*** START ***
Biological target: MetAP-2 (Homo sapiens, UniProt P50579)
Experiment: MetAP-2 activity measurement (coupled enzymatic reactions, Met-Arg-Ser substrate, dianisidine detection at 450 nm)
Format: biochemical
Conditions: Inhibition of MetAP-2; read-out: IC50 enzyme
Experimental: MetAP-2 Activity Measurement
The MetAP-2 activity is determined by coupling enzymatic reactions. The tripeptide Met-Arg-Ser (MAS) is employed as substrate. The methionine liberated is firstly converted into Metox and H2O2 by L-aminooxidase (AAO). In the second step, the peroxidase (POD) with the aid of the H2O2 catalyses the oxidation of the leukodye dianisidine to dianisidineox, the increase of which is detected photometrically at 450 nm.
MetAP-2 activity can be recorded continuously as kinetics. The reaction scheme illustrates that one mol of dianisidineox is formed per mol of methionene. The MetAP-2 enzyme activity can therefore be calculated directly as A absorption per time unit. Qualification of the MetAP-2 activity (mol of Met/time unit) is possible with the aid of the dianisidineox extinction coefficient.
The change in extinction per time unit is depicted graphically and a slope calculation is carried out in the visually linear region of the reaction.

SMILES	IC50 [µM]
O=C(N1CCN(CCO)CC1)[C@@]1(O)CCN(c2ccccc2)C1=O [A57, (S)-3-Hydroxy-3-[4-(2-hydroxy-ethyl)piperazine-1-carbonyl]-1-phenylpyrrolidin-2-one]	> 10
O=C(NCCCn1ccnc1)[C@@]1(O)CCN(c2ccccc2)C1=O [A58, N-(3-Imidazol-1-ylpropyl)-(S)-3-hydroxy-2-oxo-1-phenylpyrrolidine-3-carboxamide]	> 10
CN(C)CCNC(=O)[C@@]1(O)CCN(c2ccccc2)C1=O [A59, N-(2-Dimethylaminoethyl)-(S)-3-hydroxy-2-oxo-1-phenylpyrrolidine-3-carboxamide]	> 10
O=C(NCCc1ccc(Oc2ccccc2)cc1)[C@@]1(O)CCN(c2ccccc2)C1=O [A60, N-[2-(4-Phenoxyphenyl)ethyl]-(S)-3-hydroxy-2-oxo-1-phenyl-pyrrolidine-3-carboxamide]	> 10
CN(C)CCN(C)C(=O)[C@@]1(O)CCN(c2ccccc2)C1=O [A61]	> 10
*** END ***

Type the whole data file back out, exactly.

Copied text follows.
Biological target: MetAP-2 (Homo sapiens, UniProt P50579)
Experiment: MetAP-2 activity measurement (coupled enzymatic reactions, Met-Arg-Ser substrate, dianisidine detection at 450 nm)
Format: biochemical
Conditions: Inhibition of MetAP-2; read-out: IC50 enzyme
Experimental: MetAP-2 Activity Measurement
The MetAP-2 activity is determined by coupling enzymatic reactions. The tripeptide Met-Arg-Ser (MAS) is employed as substrate. The methionine liberated is firstly converted into Metox and H2O2 by L-aminooxidase (AAO). In the second step, the peroxidase (POD) with the aid of the H2O2 catalyses the oxidation of the leukodye dianisidine to dianisidineox, the increase of which is detected photometrically at 450 nm.
MetAP-2 activity can be recorded continuously as kinetics. The reaction scheme illustrates that one mol of dianisidineox is formed per mol of methionene. The MetAP-2 enzyme activity can therefore be calculated directly as A absorption per time unit. Qualification of the MetAP-2 activity (mol of Met/time unit) is possible with the aid of the dianisidineox extinction coefficient.
The change in extinction per time unit is depicted graphically and a slope calculation is carried out in the visually linear region of the reaction.

SMILES	IC50 [µM]
O=C(N1CCN(CCO)CC1)[C@@]1(O)CCN(c2ccccc2)C1=O [A57, (S)-3-Hydroxy-3-[4-(2-hydroxy-ethyl)piperazine-1-carbonyl]-1-phenylpyrrolidin-2-one]	> 10
O=C(NCCCn1ccnc1)[C@@]1(O)CCN(c2ccccc2)C1=O [A58, N-(3-Imidazol-1-ylpropyl)-(S)-3-hydroxy-2-oxo-1-phenylpyrrolidine-3-carboxamide]	> 10
CN(C)CCNC(=O)[C@@]1(O)CCN(c2ccccc2)C1=O [A59, N-(2-Dimethylaminoethyl)-(S)-3-hydroxy-2-oxo-1-phenylpyrrolidine-3-carboxamide]	> 10
O=C(NCCc1ccc(Oc2ccccc2)cc1)[C@@]1(O)CCN(c2ccccc2)C1=O [A60, N-[2-(4-Phenoxyphenyl)ethyl]-(S)-3-hydroxy-2-oxo-1-phenyl-pyrrolidine-3-carboxamide]	> 10
CN(C)CCN(C)C(=O)[C@@]1(O)CCN(c2ccccc2)C1=O [A61]	> 10